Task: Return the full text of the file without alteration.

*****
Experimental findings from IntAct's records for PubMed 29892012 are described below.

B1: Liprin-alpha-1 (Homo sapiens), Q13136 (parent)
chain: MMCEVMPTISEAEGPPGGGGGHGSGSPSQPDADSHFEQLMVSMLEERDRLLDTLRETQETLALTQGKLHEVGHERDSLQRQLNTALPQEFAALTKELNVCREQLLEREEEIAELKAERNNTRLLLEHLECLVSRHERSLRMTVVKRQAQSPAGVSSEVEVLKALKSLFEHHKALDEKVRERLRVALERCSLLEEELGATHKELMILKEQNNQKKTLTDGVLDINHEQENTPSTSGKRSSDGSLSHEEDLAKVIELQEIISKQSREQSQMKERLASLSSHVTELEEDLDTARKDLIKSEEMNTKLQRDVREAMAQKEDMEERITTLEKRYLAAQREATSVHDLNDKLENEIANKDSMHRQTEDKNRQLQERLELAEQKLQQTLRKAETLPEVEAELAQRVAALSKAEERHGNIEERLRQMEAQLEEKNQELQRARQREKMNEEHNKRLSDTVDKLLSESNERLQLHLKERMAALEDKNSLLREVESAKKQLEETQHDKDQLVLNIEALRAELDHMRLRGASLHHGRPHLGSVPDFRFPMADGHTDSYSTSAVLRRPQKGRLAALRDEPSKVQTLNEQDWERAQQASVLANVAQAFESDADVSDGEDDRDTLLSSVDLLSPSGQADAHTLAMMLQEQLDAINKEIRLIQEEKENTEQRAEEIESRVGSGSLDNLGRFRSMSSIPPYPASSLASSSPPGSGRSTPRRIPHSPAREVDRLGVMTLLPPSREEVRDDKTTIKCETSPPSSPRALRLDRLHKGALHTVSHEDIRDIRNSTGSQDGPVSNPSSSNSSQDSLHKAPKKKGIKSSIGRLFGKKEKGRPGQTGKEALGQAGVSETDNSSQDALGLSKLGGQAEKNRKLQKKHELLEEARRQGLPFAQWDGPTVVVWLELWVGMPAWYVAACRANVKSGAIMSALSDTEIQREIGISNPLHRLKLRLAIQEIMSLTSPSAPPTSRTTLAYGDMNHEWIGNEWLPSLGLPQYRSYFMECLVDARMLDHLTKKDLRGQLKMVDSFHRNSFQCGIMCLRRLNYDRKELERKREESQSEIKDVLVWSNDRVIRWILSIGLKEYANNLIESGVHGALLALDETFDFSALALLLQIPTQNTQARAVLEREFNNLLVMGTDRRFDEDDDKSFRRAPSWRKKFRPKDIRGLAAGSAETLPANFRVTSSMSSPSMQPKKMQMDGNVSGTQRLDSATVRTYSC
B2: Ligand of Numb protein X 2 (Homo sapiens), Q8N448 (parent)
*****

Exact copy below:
Experimental findings from IntAct's records for PubMed 29892012 are described below.

B1: Liprin-alpha-1 (Homo sapiens), Q13136 (parent)
chain: MMCEVMPTISEAEGPPGGGGGHGSGSPSQPDADSHFEQLMVSMLEERDRLLDTLRETQETLALTQGKLHEVGHERDSLQRQLNTALPQEFAALTKELNVCREQLLEREEEIAELKAERNNTRLLLEHLECLVSRHERSLRMTVVKRQAQSPAGVSSEVEVLKALKSLFEHHKALDEKVRERLRVALERCSLLEEELGATHKELMILKEQNNQKKTLTDGVLDINHEQENTPSTSGKRSSDGSLSHEEDLAKVIELQEIISKQSREQSQMKERLASLSSHVTELEEDLDTARKDLIKSEEMNTKLQRDVREAMAQKEDMEERITTLEKRYLAAQREATSVHDLNDKLENEIANKDSMHRQTEDKNRQLQERLELAEQKLQQTLRKAETLPEVEAELAQRVAALSKAEERHGNIEERLRQMEAQLEEKNQELQRARQREKMNEEHNKRLSDTVDKLLSESNERLQLHLKERMAALEDKNSLLREVESAKKQLEETQHDKDQLVLNIEALRAELDHMRLRGASLHHGRPHLGSVPDFRFPMADGHTDSYSTSAVLRRPQKGRLAALRDEPSKVQTLNEQDWERAQQASVLANVAQAFESDADVSDGEDDRDTLLSSVDLLSPSGQADAHTLAMMLQEQLDAINKEIRLIQEEKENTEQRAEEIESRVGSGSLDNLGRFRSMSSIPPYPASSLASSSPPGSGRSTPRRIPHSPAREVDRLGVMTLLPPSREEVRDDKTTIKCETSPPSSPRALRLDRLHKGALHTVSHEDIRDIRNSTGSQDGPVSNPSSSNSSQDSLHKAPKKKGIKSSIGRLFGKKEKGRPGQTGKEALGQAGVSETDNSSQDALGLSKLGGQAEKNRKLQKKHELLEEARRQGLPFAQWDGPTVVVWLELWVGMPAWYVAACRANVKSGAIMSALSDTEIQREIGISNPLHRLKLRLAIQEIMSLTSPSAPPTSRTTLAYGDMNHEWIGNEWLPSLGLPQYRSYFMECLVDARMLDHLTKKDLRGQLKMVDSFHRNSFQCGIMCLRRLNYDRKELERKREESQSEIKDVLVWSNDRVIRWILSIGLKEYANNLIESGVHGALLALDETFDFSALALLLQIPTQNTQARAVLEREFNNLLVMGTDRRFDEDDDKSFRRAPSWRKKFRPKDIRGLAAGSAETLPANFRVTSSMSSPSMQPKKMQMDGNVSGTQRLDSATVRTYSC
B2: Ligand of Numb protein X 2 (Homo sapiens), Q8N448 (parent)